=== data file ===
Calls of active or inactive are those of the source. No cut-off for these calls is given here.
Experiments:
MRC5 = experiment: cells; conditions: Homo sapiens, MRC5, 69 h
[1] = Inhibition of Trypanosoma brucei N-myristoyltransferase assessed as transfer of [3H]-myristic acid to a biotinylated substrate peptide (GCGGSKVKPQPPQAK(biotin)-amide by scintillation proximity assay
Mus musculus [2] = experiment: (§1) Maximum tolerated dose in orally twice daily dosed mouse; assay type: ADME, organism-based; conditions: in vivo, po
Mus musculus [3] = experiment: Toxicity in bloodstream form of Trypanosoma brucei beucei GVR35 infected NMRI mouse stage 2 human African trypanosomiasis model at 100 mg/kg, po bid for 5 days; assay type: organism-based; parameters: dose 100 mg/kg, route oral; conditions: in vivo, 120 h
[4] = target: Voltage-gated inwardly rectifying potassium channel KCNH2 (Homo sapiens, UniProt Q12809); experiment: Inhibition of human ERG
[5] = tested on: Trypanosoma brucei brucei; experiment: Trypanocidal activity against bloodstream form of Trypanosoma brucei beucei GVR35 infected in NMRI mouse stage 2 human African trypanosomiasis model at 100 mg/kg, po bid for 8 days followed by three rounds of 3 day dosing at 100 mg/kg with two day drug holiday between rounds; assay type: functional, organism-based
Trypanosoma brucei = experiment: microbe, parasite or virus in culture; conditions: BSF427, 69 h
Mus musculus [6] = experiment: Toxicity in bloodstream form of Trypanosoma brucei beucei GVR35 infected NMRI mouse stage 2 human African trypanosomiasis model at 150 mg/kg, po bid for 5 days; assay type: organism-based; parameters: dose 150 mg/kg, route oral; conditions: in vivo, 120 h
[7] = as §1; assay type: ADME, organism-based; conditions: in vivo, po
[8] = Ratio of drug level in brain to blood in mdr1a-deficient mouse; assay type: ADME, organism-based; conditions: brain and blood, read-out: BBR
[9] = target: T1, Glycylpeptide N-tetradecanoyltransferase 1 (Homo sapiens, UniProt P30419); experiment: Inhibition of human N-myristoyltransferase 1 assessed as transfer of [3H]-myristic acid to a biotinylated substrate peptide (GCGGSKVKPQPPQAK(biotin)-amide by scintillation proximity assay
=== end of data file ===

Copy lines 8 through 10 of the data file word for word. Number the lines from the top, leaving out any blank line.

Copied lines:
[5] = tested on: Trypanosoma brucei brucei; experiment: Trypanocidal activity against bloodstream form of Trypanosoma brucei beucei GVR35 infected in NMRI mouse stage 2 human African trypanosomiasis model at 100 mg/kg, po bid for 8 days followed by three rounds of 3 day dosing at 100 mg/kg with two day drug holiday between rounds; assay type: functional, organism-based
Trypanosoma brucei = experiment: microbe, parasite or virus in culture; conditions: BSF427, 69 h
Mus musculus [6] = experiment: Toxicity in bloodstream form of Trypanosoma brucei beucei GVR35 infected NMRI mouse stage 2 human African trypanosomiasis model at 150 mg/kg, po bid for 5 days; assay type: organism-based; parameters: dose 150 mg/kg, route oral; conditions: in vivo, 120 h